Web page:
Mixed of soaked seeds (flax, pumpkin, sunflower), 100 grams
To make the starter: Mix all of the ingredients together in the bowl of an electric mixer. Cover and let sit for 14 to 16 hours at room temperature.
To make the dough: Add the remaining ingredients to the bowl. Using the dough hook, mix and knead for 3 minutes on first speed, and about 2 minutes on second speed; the dough will be shaggy, and won't look kneaded.
Cover the dough and let it rest for 30 to 45 minutes; it won't rise significantly.
Gently deflate the dough, shape it into a ball, and place it into a stoneware bread-baking bowl, or onto a parchment-lined or lightly greased baking sheet.
Cover the loaf and let it rise for 50 to 60 minutes in a warm place.
Preheat the oven to 450°F.
Uncover the loaf, and slash a cross onto the top, to allow for expansion.
Bake the bread for 15 minutes, then lower the oven temperature to 425°F, and continue baking for 20 to 30 minutes, until the loaf's surface is golden brown.
Remove the bread from the oven and, after 5 minutes, transfer it to a rack to cool completely. The baked bread should rest for 24 hours before slicing, for best quality.
Store bread at room temperature, loosely wrapped, for up to 5 days or so; freeze for longer storage.
Burrata doesn’t translate to rich and creamy in English, but it might just as well. This seductive cheese, originally from southern Italy, is essentially a ball-shaped pouch made of a thin “skin” of mozzarella stretched around a mixture of cream and strips of mozzarella. Because of its soft creamy texture, the cheese is easiest to cut when it’s cold. You can find it in Italian delicatessens, specialty foods stores, some Whole Foods, and cheese shops around the country. If you can’t find it, use mozzarella instead.
4 ounces roasted red peppers from a jar, drained (or make your own)
1 8-ounce piece Di Stefano burrata, quartered (or use water-packed mozzarella, and cut into ¼-inch thick slices)
1 ¼ cup packed arugula, stems removed
3 tablespoons olive oil, divided
Salt, to taste
8 sandwich-size slices Italian bread (or use sourdough or French)
To assemble: Brush oil on one side of each of the bread slices. Place 4 slices of bread, oil side down, on your work surface. Put the cheese on the bread and spread lightly to distribute the cheese evenly. Lay the peppers on top of the cheese. Pile the arugula onto the peppers. Drizzle with 1 tablespoon olive oil, and sprinkle with a little salt to taste. Top with remaining bread slices, oil side up.
For stovetop method: Heat a large nonstick skillet over a medium heat 2 minutes. Put the sandwiches into the pan, cover, and cook for 3 to 4 minutes or until the undersides are well browned. Turn the sandwiches, pressing each one lightly with a spatula to flatten slightly (you don’t want the burrata to come spurting out). Cover and cook for 2 to 3 minutes or until the second side is golden brown. Turn the sandwiches once more, press firmly with the spatula again, cook for 1 minute, and remove from the pan. Let cool 2 to 3 minutes. Cut in half and serve.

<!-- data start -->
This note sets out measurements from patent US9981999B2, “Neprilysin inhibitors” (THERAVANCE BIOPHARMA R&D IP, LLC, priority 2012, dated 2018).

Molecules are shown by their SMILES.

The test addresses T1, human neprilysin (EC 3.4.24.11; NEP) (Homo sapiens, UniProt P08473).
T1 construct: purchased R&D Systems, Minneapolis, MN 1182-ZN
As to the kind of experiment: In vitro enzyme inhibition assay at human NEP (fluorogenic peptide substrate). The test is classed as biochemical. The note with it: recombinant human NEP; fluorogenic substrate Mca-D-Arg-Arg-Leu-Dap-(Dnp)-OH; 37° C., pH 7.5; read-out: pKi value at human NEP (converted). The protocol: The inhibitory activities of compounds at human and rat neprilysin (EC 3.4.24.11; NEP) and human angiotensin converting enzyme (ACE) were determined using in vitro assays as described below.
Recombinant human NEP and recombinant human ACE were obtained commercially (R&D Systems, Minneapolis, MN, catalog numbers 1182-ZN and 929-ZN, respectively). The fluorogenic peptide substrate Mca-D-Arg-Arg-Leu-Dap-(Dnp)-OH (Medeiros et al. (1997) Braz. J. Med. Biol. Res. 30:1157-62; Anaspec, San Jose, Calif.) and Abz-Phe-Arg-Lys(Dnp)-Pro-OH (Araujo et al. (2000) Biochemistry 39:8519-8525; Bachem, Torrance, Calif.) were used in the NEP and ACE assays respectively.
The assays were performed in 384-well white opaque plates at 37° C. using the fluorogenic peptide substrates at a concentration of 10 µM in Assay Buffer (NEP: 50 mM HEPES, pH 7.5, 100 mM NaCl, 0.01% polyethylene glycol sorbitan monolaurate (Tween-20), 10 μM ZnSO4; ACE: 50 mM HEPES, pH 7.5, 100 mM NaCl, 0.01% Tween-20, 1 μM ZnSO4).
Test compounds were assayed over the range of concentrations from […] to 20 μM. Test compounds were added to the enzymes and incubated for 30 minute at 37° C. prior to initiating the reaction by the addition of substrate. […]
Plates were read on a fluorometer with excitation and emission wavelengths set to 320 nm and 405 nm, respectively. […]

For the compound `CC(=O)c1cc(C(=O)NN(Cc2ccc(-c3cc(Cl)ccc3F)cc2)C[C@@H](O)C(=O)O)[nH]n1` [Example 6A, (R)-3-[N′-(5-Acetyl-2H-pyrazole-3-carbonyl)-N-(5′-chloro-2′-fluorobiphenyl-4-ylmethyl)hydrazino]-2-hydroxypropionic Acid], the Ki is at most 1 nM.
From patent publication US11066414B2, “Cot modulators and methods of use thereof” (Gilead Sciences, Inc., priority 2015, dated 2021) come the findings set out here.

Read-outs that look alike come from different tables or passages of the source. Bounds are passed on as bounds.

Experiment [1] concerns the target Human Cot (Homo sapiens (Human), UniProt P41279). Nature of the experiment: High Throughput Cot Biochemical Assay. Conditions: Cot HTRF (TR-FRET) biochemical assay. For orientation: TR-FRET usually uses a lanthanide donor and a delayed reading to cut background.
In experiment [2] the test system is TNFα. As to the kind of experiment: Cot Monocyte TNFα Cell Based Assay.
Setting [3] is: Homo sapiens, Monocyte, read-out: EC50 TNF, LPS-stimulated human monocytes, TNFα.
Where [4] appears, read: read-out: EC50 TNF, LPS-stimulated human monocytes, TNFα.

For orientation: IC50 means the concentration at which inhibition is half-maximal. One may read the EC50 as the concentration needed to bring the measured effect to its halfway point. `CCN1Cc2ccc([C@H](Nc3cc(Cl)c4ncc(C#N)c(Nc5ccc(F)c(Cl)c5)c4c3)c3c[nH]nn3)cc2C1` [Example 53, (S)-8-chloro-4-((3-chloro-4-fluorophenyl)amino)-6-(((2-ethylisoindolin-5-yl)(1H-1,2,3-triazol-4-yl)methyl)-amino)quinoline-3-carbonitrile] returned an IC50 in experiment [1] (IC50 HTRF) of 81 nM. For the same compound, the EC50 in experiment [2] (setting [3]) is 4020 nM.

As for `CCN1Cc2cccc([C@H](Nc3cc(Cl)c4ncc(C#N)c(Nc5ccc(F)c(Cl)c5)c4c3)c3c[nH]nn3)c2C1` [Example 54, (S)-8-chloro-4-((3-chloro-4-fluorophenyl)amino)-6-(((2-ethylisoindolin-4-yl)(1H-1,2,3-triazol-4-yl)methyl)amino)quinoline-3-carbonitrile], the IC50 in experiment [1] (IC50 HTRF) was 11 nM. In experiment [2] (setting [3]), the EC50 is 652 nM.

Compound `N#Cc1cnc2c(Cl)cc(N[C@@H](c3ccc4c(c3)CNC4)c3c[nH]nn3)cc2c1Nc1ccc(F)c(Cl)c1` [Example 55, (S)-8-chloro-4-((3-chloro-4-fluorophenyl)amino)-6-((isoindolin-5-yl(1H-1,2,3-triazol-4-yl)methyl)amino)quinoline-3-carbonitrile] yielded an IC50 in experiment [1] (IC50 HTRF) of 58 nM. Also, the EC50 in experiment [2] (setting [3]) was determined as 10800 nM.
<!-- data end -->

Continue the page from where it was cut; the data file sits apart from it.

For sandwich maker method: Preheat the sandwich maker. Follow directions for assembly above. Cook according to manufacturer’s instructions.
Note: Depending on the weight of your sandwich maker lid, the creamy cheese might end up oozing out the sides of the sandwich. For this reason, I’d experiment with one sandwich first. If the cheese doesn’t ooze, then go ahead and make the others. Otherwise, follow the stovetop method.
Di Stefano burrata or stracciatella cheese, 4oz ea
1-2 Ea Avocado ripe as Needed
Mix of broccolis (broccoli, romanesco, rapini, broccolini or aspiration) about 4 cups total
1 Ea Clove roasted garlic
¼ Cup Di Stefano mascarpone
¼ Cup Mayonnaise
6 Tbsp Chopped herbs (chives, parsley, tarragon)
½ Ea Lemon, juiced
1 ½ Tbsp Extra virgin olive oil as Needed
Salt & pepper
1 Cup Mixed sprouts (we use lentils but you could use broccoli, onion, alfalfa)
½ Cup Baby kale leaves
½ Cup Country bread croutons crushed (we make a gluten free cake with flax and chia seed, then dehydrate the cake and crush it up to add texture to the dish; you can sub crushed croutons to mimic the effect) as needed
Best quality extra virgin olive oil as needed
Coarse sea salt
First blanch the broccolis in boiling salted water and shock in an ice bath. Drain well and transfer to a mixing bowl.
To make the dressing combine all ingredients and add some avocado (1/4 to ½) if you like to a food processor. Pulse to combine and make smooth. Season with salt and pepper. Set aside.
Dress the broccolis with some of the goddess dressing and a pinch of salt.
On four chilled plates place a spoon of the dressing. Cut the burrata in half and place ½ on each plate. Arrange the dressed broccolis around the burrata but not covering.
Garnish with sprouts, kale leaves and thick slices of avocado.
Sprinkle some of the crushed croutons over top and finish with a pinch of coarse sea salt on the burrata and avocado and a drizzle of olive oil over top.
AND PAIR IT IN A PLATE WITH DI STEFANO STRACCIATELLA, PROSCIUTTO SAN DANIELE AND OLIVES. ADD FEW DROPS OF OLIVE OIL TO THE SRACCIATELLA, THEN SPRINKLE IT WITH SALT AND PEPPER. TO BE SERVED WITH HOUSE MADE BREAD.
Creamy ricotta with fresh herbs and toasted baguette is the perfect partner for the bold flavors of freshly harvested Olio Nuovo. Enjoy this rare and delicious EVOO on all of your favorite fall dishes from soups and vegetables to Thanksgiving turkey.
¾ cup fresh Di Stefano ricotta cheese
1 ½ T chopped cilantro
1 ½ T chopped basil
2 T We Olive Olio Nuovo Extra Virgin Olive Oil
Maldon sea salt or other coarse finishing salt
We Olive Fresh Garlic Olive Oil
In a small bowl, mix the ricotta and herbs together just to combine. Place the herbed ricotta in a serving dish and finish with Olio Nuovo and a sprinkling of sea salt. Serve with toasted baguette slices brushed with We Olive Fresh Garlic Olive Oil and top with chopped pistachios if using.